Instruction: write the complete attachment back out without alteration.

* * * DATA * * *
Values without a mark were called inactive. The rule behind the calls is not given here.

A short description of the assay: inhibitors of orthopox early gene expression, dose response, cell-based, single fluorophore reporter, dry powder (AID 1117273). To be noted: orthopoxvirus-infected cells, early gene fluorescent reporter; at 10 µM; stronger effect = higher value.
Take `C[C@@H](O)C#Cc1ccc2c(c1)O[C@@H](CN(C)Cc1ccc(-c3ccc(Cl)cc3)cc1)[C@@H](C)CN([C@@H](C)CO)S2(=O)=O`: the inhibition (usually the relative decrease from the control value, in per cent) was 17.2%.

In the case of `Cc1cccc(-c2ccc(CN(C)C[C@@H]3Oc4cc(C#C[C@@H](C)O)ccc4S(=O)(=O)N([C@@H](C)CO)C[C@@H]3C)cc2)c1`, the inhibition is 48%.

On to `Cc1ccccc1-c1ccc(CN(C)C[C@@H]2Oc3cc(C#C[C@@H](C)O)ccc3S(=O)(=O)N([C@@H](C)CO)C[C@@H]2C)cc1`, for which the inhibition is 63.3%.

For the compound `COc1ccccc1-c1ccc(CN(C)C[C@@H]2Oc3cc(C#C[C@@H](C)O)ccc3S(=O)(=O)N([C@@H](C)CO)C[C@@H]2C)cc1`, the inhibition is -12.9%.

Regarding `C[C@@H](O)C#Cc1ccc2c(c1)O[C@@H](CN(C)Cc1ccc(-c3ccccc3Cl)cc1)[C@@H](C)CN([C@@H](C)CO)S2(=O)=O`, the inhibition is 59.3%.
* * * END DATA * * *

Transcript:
Values without a mark were called inactive. The rule behind the calls is not given here.

A short description of the assay: inhibitors of orthopox early gene expression, dose response, cell-based, single fluorophore reporter, dry powder (AID 1117273). To be noted: orthopoxvirus-infected cells, early gene fluorescent reporter; at 10 µM; stronger effect = higher value.
Take `C[C@@H](O)C#Cc1ccc2c(c1)O[C@@H](CN(C)Cc1ccc(-c3ccc(Cl)cc3)cc1)[C@@H](C)CN([C@@H](C)CO)S2(=O)=O`: the inhibition (usually the relative decrease from the control value, in per cent) was 17.2%.

In the case of `Cc1cccc(-c2ccc(CN(C)C[C@@H]3Oc4cc(C#C[C@@H](C)O)ccc4S(=O)(=O)N([C@@H](C)CO)C[C@@H]3C)cc2)c1`, the inhibition is 48%.

On to `Cc1ccccc1-c1ccc(CN(C)C[C@@H]2Oc3cc(C#C[C@@H](C)O)ccc3S(=O)(=O)N([C@@H](C)CO)C[C@@H]2C)cc1`, for which the inhibition is 63.3%.

For the compound `COc1ccccc1-c1ccc(CN(C)C[C@@H]2Oc3cc(C#C[C@@H](C)O)ccc3S(=O)(=O)N([C@@H](C)CO)C[C@@H]2C)cc1`, the inhibition is -12.9%.

Regarding `C[C@@H](O)C#Cc1ccc2c(c1)O[C@@H](CN(C)Cc1ccc(-c3ccccc3Cl)cc1)[C@@H](C)CN([C@@H](C)CO)S2(=O)=O`, the inhibition is 59.3%.